23 February 2010 | 8,523 views

US Investigators Pinpoint Author Of Google Attack Code

Acunetix Web Application Security

The big news over the past few months were the Aurora attacks and how they seemed to originate from China, last month Microsoft took the unusual step and released an Out-Of-Band patch for the IE6 0-Day vulnerability used in the attacks.

Within the last few days the origin of the code was traced to 2 Chinese schools which both claimed they had no knowledge of the exploit.

It was always thought the exploit originated from China due to parts of the code only being discovered on Chinese language sites, the latest news is that the actual origin of the code has been discovered by US investigators.

US investigators have pinpointed the author of a key piece of code used in the alleged cyber attacks on Google and at least 33 other companies last year, according to a new report.

Citing a researcher working for the US government, The Financial Times reports that a Chinese freelance security consultant in his 30s wrote the code that exploited a hole in Microsoft’s Internet Explorer browser. The report also says that Chinese authorities had “special access” to this consultant’s work and that he posted at least a portion of the code to a hacking forum.

The story follows another report from The New York Times that traced the attacks to a pair of Chinese schools – Shanghai Jiaotong University and Lanxiang Vocational School – claiming that the latter had ties to the Chinese military. A day later, representatives of both schools denied involvement to the Chinese state news agency, and the Lanxiang representative denied ties to the military.

It all sounds like a conspiracy from the TV show 24 with schools tied to the Chinese military and ‘special’ access to underground forums.

It’ll be interesting to watch which direction it heads after this and if it’s going to increase the tension between the US and China governments. The whole cyberwar has been going on for quite a while now with both sides trying to covertly steal information from each other.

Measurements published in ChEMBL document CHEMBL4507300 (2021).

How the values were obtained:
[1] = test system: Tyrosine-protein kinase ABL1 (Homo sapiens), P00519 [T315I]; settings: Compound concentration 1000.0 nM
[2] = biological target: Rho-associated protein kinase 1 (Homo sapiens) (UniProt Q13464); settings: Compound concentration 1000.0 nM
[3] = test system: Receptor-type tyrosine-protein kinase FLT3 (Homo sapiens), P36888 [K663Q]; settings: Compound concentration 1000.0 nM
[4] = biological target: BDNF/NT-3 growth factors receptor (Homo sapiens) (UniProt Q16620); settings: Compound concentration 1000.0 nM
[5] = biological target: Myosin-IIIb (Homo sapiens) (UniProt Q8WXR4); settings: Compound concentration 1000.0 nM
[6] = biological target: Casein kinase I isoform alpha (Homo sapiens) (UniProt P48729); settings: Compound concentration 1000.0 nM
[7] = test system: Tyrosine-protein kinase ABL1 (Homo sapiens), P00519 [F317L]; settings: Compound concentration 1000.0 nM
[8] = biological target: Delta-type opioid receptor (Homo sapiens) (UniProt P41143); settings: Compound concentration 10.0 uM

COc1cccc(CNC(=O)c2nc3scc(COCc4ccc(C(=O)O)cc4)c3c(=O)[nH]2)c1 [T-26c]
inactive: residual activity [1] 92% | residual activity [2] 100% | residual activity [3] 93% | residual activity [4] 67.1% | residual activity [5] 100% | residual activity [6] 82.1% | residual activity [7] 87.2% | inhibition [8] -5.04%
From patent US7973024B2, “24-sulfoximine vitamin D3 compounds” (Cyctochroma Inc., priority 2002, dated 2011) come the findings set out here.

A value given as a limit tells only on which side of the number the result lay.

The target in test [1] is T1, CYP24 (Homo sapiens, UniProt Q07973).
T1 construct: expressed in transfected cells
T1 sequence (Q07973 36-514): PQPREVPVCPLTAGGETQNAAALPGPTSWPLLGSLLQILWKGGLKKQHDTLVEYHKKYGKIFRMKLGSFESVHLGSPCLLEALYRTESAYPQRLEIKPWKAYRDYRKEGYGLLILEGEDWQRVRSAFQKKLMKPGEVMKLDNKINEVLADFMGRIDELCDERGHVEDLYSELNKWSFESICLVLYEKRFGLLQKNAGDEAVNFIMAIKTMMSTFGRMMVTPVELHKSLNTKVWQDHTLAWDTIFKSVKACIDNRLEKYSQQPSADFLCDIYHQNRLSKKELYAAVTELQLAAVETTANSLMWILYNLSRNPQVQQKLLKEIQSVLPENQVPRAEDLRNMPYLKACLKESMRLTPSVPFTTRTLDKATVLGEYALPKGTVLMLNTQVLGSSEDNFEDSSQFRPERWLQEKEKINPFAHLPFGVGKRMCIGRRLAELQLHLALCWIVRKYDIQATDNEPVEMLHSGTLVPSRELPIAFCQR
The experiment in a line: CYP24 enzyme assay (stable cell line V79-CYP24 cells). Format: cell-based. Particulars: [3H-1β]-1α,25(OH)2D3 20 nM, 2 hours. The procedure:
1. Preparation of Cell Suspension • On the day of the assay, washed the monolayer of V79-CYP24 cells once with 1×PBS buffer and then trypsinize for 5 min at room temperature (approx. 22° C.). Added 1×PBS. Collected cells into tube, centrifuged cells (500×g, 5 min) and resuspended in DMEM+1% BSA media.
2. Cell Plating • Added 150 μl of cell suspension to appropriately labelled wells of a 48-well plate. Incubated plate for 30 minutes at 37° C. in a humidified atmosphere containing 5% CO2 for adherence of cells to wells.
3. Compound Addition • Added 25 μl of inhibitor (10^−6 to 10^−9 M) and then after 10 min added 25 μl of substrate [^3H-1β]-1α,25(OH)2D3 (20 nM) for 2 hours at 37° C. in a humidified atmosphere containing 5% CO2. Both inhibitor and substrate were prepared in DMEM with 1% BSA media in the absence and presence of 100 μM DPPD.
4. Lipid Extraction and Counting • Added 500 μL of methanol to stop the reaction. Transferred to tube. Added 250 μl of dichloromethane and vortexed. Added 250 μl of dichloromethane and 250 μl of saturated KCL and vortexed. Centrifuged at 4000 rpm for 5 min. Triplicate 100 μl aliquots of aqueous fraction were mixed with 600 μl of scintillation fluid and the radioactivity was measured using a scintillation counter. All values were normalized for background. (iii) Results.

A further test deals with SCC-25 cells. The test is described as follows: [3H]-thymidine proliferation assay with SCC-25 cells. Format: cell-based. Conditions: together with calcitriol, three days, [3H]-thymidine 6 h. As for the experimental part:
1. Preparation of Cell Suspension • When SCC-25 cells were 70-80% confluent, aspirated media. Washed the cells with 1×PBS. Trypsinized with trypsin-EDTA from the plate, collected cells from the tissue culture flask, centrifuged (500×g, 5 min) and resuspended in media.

So far the author of the code has not been named and his real identity or purpose is also a little vague.

According to The Financial Times report, the unnamed security consultant who wrote the exploit code is not a full-time government worker and did not launch the attacks himself. In fact, the FT says, he “would prefer not to be used in such offensive efforts.”

The reports says that when he posted the code to the hacking forum, he described it as something he was “working on.”

With a January blog post, Google announced that attacks originating from China had pilfered unspecified intellectual property from the company, and Microsoft later said the attack had exploited a hole in its Internet Explorer 6 browser. According to security researchers, at least 33 other companies were targeted by similar attacks.

If I understand correctly what is being implied above, the author of the code posted a PoC (proof of concept) type exploit to a hacking forum.

Someone took this PoC, turned it into a working exploit and attacked 33 US based companies. If the conspiracists are right this ‘someone’ would be the Chinese government and they used to the exploit to steal commercially valuable data from some big US players.

Any thoughts?

Source: The Register





                

Recent in Exploits/Vulnerabilities:
- Heartbleed Bug SSL Vulnerability – Everything You Need To Know
- Oracle Java Cloud Service Vulnerabilities Publicly Disclosed
- ODA – Online Web Based Disassembler

Related Posts:
- aidSQL – PHP Application For SQL Injection Detection & Exploitation
- WPScan – WordPress Security/Vulnerability Scanner
- BodgeIt Store – Vulnerable Web Application For Penetration Testing

Most Read in Exploits/Vulnerabilities:
- Learn to use Metasploit – Tutorials, Docs & Videos - 225,298 views
- AJAX: Is your application secure enough? - 118,946 views
- eEye Launches 0-Day Exploit Tracker - 84,996 views

Low-cost VPS Hosting

3 Responses to “US Investigators Pinpoint Author Of Google Attack Code”

  1. cbrp1r8 23 February 2010 at 4:10 pm Permalink

    sounds about right…

  2. Erik 23 February 2010 at 7:27 pm Permalink

    Right on, Darknet :-) They still have plausible deniability … how clever

  3. toby 24 February 2010 at 3:43 pm Permalink

    Well, yeah makes sense..

    Create a PoC and post it somewhere in the Internet. Somebody will take it and convert it to a working exploit.

    Why dirty one’s hands if there are enough ‘volunteers’ doing it for them.